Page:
baby ducklings for a teachable moment

Teachable moment – finding baby ducklings at the park

Inside: Find out how to turn some baby ducklings at your local park, into a teachable moment with your child.

Do you have a duck pond at your local park?

If you do, then there’s a good chance that you will always stop and look at the baby ducks.

Which provides you with a golden opportunity to talk about where babies come from. Ducklings make a wonderful teachable moment!

You can read this article if you want to learn more about what a teachable moment is.

Watch the video below to get some ideas on how to do this (And just in case you’re curious (or your child ask), here’s an interesting read on how ducks have sex).

Read the transcription

You’re having a lazy weekend, so you decide to go to your local park and in the middle of that park is a great, big pond. As you’re walking around it you notice something, so you stop to point it out to your child. It doesn’t matter if your child is two, three, twelve, or even sixteen. Both of you go, ‘Wow, look! The mother duck has ducklings!’ You stop and look at them. How can you turn that into a teachable moment?

Hi, I’m Cath Hak from Sex Ed Rescue. Teachable moments, what are they? They’re everyday opportunities where you can teach something new to your child. The one we’re going to talk about today are baby ducks. Spring is that time where the weather gets warmer and animals start having babies. So, it gives you that lovely opportunity to start talking about what ducklings mean and where do they come from.

It’s a great opportunity to talk about reproduction. If you’ve got a younger child, maybe a three to seven-years-old, you could stop and go, ‘How do you think baby ducklings are made? Where do they come from?’ And they might say, ‘From inside the egg!’ ‘But where did the egg come from?’ Then you might talk about how the mother laid the egg but then ask, ‘How was the egg made? Did the mother make it by herself, or did she need some help?’ So, it’s a great opportunity to talk about mothers and fathers.

Now there are swans where I live and whenever they have babies, there’s the mother and the father. So, there are two adults and then the babies, sometimes we see ducklings with two parents as well. You can then lead that into a conversation about, ‘How do you think that happened?’ and then talk about, ‘How do you think you were made, or how do you think babies are made?’

You could use that to talk about how babies come from inside your uterus, or your baby bag, or inside their mummy. Then, as they get older, slowly add more information about how babies are made. If there’s just one duck, you could ask, ‘Where’s the other duck, why is there only one looking after the babies?’ So there’s a great opportunity to talk about how some families only have one parent, not two.

With ducks you can also talk about how ducklings will grow bigger and become adult ducks. That all children and all animals grow up. Ducks too will go through puberty so you can talk about that.

Also, if I’m walking with my twelve-year-old, we might talk about, ‘How do you think ducks might have sex? Do they go off and do it somewhere private? Do they do it with any duck or do they have a special duck that they do it with?’ So, we could talk about that with older children. It’s that great opportunity to sit down and say, ‘Well, you know what? Ducks don’t have contraception. They can’t use contraception to stop having babies.’ That can then lead into a discussion about humans and contraception. Sometimes, it’s about thinking outside the box. Sometimes, my teachable moments fail. I might start going on about something and my kids might be like, ‘That just does not make sense at all.’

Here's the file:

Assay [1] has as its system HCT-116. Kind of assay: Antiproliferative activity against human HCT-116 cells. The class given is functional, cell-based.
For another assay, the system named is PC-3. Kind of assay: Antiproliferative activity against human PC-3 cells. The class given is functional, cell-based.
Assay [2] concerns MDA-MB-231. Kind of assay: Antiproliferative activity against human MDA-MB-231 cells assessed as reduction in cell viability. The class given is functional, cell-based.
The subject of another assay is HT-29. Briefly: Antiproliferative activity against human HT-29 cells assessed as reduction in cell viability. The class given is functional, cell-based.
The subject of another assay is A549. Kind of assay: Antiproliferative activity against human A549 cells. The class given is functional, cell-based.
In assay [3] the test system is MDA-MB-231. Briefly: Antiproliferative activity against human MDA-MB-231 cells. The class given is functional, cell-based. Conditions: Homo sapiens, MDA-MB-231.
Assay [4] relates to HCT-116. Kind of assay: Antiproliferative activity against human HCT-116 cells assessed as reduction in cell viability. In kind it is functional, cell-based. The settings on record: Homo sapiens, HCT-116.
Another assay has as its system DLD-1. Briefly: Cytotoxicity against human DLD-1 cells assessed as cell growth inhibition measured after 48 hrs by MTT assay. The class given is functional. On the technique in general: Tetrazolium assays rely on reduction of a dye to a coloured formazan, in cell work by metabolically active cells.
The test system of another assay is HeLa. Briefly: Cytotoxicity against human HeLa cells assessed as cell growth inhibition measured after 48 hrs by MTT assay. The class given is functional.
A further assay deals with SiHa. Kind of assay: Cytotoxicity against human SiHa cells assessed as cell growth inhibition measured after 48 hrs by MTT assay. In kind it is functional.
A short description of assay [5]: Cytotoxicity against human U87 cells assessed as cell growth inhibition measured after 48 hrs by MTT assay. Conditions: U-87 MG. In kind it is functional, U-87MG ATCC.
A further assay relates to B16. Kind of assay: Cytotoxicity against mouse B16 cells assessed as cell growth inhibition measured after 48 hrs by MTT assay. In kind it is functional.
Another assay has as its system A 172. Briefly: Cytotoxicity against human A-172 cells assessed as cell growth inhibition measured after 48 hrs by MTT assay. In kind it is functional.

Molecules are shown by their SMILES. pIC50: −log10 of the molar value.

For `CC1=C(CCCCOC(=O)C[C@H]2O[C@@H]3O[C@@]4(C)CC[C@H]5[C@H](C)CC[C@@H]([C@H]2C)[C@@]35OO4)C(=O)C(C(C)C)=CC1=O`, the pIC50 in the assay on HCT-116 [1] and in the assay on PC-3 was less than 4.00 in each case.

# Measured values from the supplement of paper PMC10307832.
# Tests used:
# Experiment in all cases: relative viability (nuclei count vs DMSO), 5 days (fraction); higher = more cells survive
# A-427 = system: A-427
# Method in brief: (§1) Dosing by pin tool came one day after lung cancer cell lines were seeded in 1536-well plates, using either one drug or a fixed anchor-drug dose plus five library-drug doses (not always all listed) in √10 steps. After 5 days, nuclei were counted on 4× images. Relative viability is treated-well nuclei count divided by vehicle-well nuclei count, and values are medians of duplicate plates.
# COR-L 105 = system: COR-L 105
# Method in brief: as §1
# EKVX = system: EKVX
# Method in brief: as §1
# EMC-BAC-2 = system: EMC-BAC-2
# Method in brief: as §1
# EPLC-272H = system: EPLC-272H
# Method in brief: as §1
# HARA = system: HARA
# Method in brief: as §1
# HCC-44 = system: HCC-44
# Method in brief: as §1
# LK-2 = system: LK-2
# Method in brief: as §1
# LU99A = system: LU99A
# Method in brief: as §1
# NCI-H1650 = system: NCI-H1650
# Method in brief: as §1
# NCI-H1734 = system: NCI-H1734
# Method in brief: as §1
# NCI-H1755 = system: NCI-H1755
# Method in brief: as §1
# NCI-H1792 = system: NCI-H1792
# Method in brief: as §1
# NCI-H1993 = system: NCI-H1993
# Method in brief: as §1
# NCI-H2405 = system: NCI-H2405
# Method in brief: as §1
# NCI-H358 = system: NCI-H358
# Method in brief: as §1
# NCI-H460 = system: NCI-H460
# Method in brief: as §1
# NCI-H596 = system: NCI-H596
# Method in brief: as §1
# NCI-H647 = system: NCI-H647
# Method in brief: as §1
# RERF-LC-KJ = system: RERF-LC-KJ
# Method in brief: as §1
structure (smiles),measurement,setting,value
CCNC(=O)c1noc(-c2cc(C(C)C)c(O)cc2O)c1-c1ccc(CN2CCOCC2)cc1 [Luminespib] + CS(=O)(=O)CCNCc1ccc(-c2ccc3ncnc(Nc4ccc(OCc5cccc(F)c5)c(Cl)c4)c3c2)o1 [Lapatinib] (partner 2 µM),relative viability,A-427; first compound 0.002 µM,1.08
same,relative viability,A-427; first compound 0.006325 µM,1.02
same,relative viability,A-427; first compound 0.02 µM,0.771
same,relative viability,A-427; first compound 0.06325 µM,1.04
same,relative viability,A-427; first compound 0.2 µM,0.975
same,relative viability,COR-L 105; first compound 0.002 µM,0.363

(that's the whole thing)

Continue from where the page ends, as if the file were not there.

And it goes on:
But that’s totally okay because we’ll laugh and ask what I was talking about. Sometimes, I could talk about something and my child might sit there and say nothing. That doesn’t matter because I talked about it and now they know that it’s okay to talk to me about this stuff. Kids aren’t stupid. They pick up that sex is a taboo topic in society and they can’t go to school and talk about how ducks have sex and how they’re made because they would be seen as different.

But, teachable moments sometimes fail. So, just because my child isn’t saying anything, I know they’re listening and I’m giving them the message that I’m askable. Even though they may not respond, and they may or may not take some of it in, they know that they can come and talk to me about this stuff.

Sometimes, you might have an idea about a teachable moment and it just falls flat. One time I took my son to the fair and he bought a Minecraft sheep and was talking about it. I said to him, ‘Well, how do you make a Minecraft sheep?’ He proceeded to tell me about how Minecraft sheep have babies.

Apparently, one jumps on the back of the other and jumps off and that’s it; they just have more sheep. We tried to talk about it, but my son was not interested in hearing about how sheep reproduce. All he wanted to do was play with his toy, so sometimes, teachable moments don’t work.

So that is an example of how to turn baby ducks, or any baby animal, into a chance to talk about where they come from, how they’re made, or anything else.

Okay, I hope that helps, have a good one. Cheers.

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